Not only have they lost the foreskin with all of its many nerve endings, most or all of the sensitivity of the glans has been lost as well. Many circumcised males resent the fact that they are not intact and were not given the choice.
Declaration of the First International Symposium on Circumcision
We recognize the inherent right of all human beings to an intact body. Without religious or racial prejudice, we affirm this basic human right.
We recognize that the foreskin, clitoris, and labia are normal, functional parts of the human body.
Parents and/or guardians do not have the right to consent to the surgical removal or modification of their children’s normal genitalia.
Physicians and other healthcare providers have a responsibility to refuse to remove or mutilate normal parts of the body.
The only persons who may consent to medically unnecessary procedures upon themselves are individuals who have reached the age of consent (adulthood), and then only after being fully informed about the risks and benefits of the procedure.
We categorically state that circumcision has unrecognized victims.
In view of the serious physical and psychological consequences that we have witnessed in victims of circumcision, we hereby oppose the performance of a single additional unnecessary foreskin, clitoral, or labial amputation procedure.
We oppose any further studies that involve the performance of the circumcision procedure upon unconsenting minors. We support any further studies that involve identification of the effects of circumcision.
Physicians and other healthcare providers do have a responsibility to teach hygiene and the care of normal parts of the body and to explain their normal anatomical and physiological development and function throughout life.
We place the medical community on notice that it is being held accountable for misconstruing the scientific database available on human circumcision in the world today.
Physicians who practice routine circumcision are violating the first maxim of medical practice, “Primum Non Nocere” (“First, Do No Harm”), and anyone practicing genital mutilation is violating Article V of the United Nations Universal Declaration of Human Rights: “No one shall be subjected to torture or to cruel, inhuman or degrading treatment…” – Adopted by the General Assembly, March 3, 1989 Anaheim, California USA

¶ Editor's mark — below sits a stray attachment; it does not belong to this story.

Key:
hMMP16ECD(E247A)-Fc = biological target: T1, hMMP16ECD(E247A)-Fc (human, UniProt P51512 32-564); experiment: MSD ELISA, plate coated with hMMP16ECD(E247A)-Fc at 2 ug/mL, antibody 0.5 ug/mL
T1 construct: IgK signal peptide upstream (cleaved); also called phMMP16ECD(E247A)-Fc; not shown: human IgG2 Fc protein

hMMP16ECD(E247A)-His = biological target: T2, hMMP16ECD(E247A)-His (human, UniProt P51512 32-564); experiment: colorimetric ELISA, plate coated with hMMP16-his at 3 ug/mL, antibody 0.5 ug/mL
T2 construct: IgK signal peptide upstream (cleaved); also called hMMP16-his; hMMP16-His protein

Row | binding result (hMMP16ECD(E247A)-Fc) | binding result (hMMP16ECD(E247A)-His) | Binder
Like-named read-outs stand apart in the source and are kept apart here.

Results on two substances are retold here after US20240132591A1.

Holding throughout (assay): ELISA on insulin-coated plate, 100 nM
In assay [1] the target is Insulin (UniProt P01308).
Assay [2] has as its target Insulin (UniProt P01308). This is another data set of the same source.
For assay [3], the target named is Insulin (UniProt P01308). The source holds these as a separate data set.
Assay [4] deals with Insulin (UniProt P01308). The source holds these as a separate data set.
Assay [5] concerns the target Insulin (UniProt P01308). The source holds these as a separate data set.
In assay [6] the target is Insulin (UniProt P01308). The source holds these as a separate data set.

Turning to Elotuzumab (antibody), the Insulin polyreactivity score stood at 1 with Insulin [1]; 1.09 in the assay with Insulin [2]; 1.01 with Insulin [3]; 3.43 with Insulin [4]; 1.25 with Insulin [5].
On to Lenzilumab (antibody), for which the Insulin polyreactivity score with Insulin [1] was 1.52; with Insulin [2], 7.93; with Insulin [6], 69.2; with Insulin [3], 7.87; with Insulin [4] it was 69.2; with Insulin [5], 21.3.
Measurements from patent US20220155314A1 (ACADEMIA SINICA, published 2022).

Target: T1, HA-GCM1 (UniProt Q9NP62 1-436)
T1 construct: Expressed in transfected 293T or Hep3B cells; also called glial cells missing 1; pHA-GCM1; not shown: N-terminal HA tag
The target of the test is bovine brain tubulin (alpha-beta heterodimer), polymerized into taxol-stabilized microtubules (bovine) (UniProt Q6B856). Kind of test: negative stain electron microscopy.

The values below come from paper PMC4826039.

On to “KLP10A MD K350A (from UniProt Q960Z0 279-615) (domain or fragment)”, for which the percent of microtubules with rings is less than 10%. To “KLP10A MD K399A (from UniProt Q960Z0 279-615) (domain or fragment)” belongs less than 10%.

The truth is simple. There was no flaw that surgery can improve upon in the design of our genitals. The foreskin protects the penis. During infancy, the foreskin is adhered to the glans, protecting it from urine, feces, and friction from diapers. In later years, its protective cover keeps the glans moist and the skin soft while protecting it from trauma and injury, whereas unprotected glans become dry, calloused and desensitized. The two other functions of the foreskin are sensory and sexual. An intact penis is four times more sensitive than a circumcised penis. Genital integrity is the right of every human being. It’s time we put an end to this barbaric practice.
- Where We Stand – Healthy Children.org
- Female genital mutilation – NHS Choices
- Jewish Practices & Rituals: Circumcision – Brit Milah – Jewish Virtual Library
- Penile Cancer – American Cancer Society
- HPV-Associated Penile Cancer Rates by Race and Ethnicity – CDC
- Male Circumcision – CDC Fact Sheet
- Personal Hygiene : Cleanliness is Half of Faith – The Religion of Islam
- Male circumcision: assessment of health benefits and risks; Stephen Moses, Robert C Bailey, Allan R Ronald – Departments of Medical Microbiology, Community Health Sciences and Medicine, University
- of Manitoba, Winnipeg, Manitoba, Canada
- Male circumcision and common sexually transmissible diseases in a developed nation setting B Donovan, I Bassett, N J Bodsworth, Genitourin Med 1994;70:317-320